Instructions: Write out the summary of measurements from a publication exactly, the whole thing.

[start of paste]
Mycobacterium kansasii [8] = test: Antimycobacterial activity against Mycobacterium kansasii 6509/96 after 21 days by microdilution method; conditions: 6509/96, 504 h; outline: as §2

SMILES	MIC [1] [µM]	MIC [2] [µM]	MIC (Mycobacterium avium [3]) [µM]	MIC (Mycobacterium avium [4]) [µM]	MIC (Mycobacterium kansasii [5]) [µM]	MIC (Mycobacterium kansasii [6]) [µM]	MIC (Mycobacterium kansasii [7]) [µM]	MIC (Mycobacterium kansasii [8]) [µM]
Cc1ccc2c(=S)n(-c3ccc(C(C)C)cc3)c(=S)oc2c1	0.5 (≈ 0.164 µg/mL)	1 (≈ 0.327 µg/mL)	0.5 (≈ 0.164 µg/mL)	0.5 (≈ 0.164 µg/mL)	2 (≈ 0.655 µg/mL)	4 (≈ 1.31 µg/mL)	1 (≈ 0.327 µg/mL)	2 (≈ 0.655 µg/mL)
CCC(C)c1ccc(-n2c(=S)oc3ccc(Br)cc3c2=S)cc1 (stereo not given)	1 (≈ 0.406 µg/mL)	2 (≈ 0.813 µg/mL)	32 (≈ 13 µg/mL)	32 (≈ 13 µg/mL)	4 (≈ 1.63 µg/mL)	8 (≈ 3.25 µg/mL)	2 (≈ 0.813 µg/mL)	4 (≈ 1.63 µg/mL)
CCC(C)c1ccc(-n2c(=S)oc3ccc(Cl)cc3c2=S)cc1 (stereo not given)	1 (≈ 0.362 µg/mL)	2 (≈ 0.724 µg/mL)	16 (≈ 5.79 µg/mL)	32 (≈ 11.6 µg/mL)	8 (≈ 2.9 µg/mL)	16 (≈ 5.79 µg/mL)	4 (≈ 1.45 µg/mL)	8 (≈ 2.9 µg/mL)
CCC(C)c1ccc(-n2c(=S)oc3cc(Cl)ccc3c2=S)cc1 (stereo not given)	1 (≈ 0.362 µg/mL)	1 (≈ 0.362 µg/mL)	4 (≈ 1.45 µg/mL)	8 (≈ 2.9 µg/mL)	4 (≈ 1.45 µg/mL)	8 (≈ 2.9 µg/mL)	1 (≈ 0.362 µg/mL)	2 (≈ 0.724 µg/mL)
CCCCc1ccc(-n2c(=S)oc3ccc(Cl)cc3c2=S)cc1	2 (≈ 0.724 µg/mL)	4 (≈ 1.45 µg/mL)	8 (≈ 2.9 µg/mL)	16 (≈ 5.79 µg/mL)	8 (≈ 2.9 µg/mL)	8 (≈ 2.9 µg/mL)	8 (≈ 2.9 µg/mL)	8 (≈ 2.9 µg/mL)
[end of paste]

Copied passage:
Mycobacterium kansasii [8] = test: Antimycobacterial activity against Mycobacterium kansasii 6509/96 after 21 days by microdilution method; conditions: 6509/96, 504 h; outline: as §2

SMILES	MIC [1] [µM]	MIC [2] [µM]	MIC (Mycobacterium avium [3]) [µM]	MIC (Mycobacterium avium [4]) [µM]	MIC (Mycobacterium kansasii [5]) [µM]	MIC (Mycobacterium kansasii [6]) [µM]	MIC (Mycobacterium kansasii [7]) [µM]	MIC (Mycobacterium kansasii [8]) [µM]
Cc1ccc2c(=S)n(-c3ccc(C(C)C)cc3)c(=S)oc2c1	0.5 (≈ 0.164 µg/mL)	1 (≈ 0.327 µg/mL)	0.5 (≈ 0.164 µg/mL)	0.5 (≈ 0.164 µg/mL)	2 (≈ 0.655 µg/mL)	4 (≈ 1.31 µg/mL)	1 (≈ 0.327 µg/mL)	2 (≈ 0.655 µg/mL)
CCC(C)c1ccc(-n2c(=S)oc3ccc(Br)cc3c2=S)cc1 (stereo not given)	1 (≈ 0.406 µg/mL)	2 (≈ 0.813 µg/mL)	32 (≈ 13 µg/mL)	32 (≈ 13 µg/mL)	4 (≈ 1.63 µg/mL)	8 (≈ 3.25 µg/mL)	2 (≈ 0.813 µg/mL)	4 (≈ 1.63 µg/mL)
CCC(C)c1ccc(-n2c(=S)oc3ccc(Cl)cc3c2=S)cc1 (stereo not given)	1 (≈ 0.362 µg/mL)	2 (≈ 0.724 µg/mL)	16 (≈ 5.79 µg/mL)	32 (≈ 11.6 µg/mL)	8 (≈ 2.9 µg/mL)	16 (≈ 5.79 µg/mL)	4 (≈ 1.45 µg/mL)	8 (≈ 2.9 µg/mL)
CCC(C)c1ccc(-n2c(=S)oc3cc(Cl)ccc3c2=S)cc1 (stereo not given)	1 (≈ 0.362 µg/mL)	1 (≈ 0.362 µg/mL)	4 (≈ 1.45 µg/mL)	8 (≈ 2.9 µg/mL)	4 (≈ 1.45 µg/mL)	8 (≈ 2.9 µg/mL)	1 (≈ 0.362 µg/mL)	2 (≈ 0.724 µg/mL)
CCCCc1ccc(-n2c(=S)oc3ccc(Cl)cc3c2=S)cc1	2 (≈ 0.724 µg/mL)	4 (≈ 1.45 µg/mL)	8 (≈ 2.9 µg/mL)	16 (≈ 5.79 µg/mL)	8 (≈ 2.9 µg/mL)	8 (≈ 2.9 µg/mL)	8 (≈ 2.9 µg/mL)	8 (≈ 2.9 µg/mL)